Where is Mount Everest?

Where is Mount Everest we hear you cry?! Well, it is in the Himalayan country of Nepal!

But where is Nepal? Nepal is a small but prosperous nation nestled away in the depths of the sub-continent bordering India, Tibet, Bhutan and China. This peaceful and loving country is home to the earth’s tallest mountain and the majestic Himalayan mountain range.

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Home to Dal Bhat and the Bengal Tiger, Nepal is also the birthplace of Lord Buddha which can be visited too. Nepal is a wondrous and adventurous place, rich in opportunity to explore and find yourself.

This deeply religious nation follows the Hindu faith and as such the inhabitants of Nepal are friendly, welcoming and hospitable beyond belief. You will be greeted with hands joined, heads bowed and a sincere Namaste wherever you roam.

Nepal

Nepal

Did you know that Nepal has a day of the specially dedicated to worshipping dogs?! Indeed they do, Kukur Tihar is celebrated during the Tihar Festival Week in late October or early November depending on the moon cycles.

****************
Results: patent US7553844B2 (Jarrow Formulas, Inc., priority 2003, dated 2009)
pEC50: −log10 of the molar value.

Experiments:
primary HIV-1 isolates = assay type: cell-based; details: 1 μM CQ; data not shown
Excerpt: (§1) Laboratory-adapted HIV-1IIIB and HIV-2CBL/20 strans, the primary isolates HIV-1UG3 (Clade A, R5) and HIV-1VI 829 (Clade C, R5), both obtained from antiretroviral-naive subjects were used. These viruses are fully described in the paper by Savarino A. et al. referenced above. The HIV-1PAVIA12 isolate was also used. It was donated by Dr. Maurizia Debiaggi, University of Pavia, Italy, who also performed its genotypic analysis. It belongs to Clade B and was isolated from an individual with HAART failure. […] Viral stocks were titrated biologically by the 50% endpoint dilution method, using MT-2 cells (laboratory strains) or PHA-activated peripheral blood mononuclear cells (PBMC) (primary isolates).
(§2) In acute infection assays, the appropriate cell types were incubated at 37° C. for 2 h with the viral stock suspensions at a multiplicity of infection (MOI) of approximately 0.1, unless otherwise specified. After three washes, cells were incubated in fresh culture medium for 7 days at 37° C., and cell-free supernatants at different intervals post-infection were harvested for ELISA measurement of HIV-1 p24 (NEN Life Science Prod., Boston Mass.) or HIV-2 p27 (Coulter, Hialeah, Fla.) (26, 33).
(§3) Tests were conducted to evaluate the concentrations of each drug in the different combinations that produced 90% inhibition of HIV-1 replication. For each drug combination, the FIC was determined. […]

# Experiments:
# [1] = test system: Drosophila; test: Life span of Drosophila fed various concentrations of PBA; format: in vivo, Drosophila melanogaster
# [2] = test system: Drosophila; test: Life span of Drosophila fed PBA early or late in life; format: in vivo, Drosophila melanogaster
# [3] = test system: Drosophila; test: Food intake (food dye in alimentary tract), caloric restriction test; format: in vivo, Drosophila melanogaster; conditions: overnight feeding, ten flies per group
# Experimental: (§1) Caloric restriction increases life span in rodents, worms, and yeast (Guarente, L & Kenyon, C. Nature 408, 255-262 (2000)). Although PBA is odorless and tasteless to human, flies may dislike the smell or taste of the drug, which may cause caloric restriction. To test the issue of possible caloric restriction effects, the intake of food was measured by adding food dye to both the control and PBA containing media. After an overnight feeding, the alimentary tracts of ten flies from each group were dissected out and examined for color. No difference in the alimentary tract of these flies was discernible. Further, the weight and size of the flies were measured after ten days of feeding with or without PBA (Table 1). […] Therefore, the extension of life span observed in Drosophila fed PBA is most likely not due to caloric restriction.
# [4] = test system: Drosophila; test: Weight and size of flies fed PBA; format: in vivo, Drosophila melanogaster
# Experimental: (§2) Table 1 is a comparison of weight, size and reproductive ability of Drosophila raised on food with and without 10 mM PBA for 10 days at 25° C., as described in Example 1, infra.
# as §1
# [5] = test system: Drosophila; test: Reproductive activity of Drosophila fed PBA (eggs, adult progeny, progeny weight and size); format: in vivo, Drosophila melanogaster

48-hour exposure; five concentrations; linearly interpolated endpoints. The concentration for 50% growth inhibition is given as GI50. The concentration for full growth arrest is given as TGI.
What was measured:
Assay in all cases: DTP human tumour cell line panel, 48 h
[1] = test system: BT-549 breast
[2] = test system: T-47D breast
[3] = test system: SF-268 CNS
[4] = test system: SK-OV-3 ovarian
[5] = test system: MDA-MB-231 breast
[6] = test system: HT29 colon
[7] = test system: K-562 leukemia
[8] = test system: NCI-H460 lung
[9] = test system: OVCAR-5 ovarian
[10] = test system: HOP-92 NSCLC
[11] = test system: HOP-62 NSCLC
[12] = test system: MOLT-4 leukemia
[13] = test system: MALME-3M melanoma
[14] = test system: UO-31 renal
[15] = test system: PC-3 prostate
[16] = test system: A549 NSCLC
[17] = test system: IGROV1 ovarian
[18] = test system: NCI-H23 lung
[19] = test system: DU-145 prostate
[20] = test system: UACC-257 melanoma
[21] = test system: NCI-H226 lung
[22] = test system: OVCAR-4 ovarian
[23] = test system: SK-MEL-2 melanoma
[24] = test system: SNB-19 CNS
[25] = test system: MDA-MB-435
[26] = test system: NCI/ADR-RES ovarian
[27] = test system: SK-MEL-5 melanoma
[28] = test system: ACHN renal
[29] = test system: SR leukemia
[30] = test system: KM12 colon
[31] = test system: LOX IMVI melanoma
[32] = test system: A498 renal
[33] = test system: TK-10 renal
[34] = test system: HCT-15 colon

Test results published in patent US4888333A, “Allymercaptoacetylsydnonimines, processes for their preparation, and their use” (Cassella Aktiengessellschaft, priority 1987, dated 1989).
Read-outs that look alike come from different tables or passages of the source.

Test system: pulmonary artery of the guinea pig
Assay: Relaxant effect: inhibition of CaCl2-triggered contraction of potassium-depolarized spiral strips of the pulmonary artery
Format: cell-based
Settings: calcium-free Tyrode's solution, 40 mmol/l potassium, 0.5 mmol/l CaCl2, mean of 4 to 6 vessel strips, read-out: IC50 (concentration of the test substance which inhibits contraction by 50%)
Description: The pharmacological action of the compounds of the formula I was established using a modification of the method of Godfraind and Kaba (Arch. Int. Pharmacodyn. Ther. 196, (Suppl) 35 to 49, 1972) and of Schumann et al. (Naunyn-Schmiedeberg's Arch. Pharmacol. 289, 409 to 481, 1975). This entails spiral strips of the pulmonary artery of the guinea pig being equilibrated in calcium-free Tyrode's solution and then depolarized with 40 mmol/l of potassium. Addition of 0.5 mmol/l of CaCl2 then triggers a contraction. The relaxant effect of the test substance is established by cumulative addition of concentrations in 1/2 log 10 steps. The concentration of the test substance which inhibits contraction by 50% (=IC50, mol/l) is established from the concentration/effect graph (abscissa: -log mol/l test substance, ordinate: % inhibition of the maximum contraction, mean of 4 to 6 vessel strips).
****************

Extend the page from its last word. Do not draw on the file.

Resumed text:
Climbing Mt Everest is surely the biggest challenge anyone can take on. Many people chose to trek to Everest Base Camp and this in itself is no mean feat but before you take on such a challenge there are a few things to know first!

Where is Mount Everest?

Mount Everest is in Nepal although the Base Camps fall within Nepal and Tibet, thus you can start your Himalayan adventure in either Nepal or Tibet. Typically, however, trekkers choose to start in Nepal as this is a more easily accessible country and there are more trekking companies who run treks throughout the year.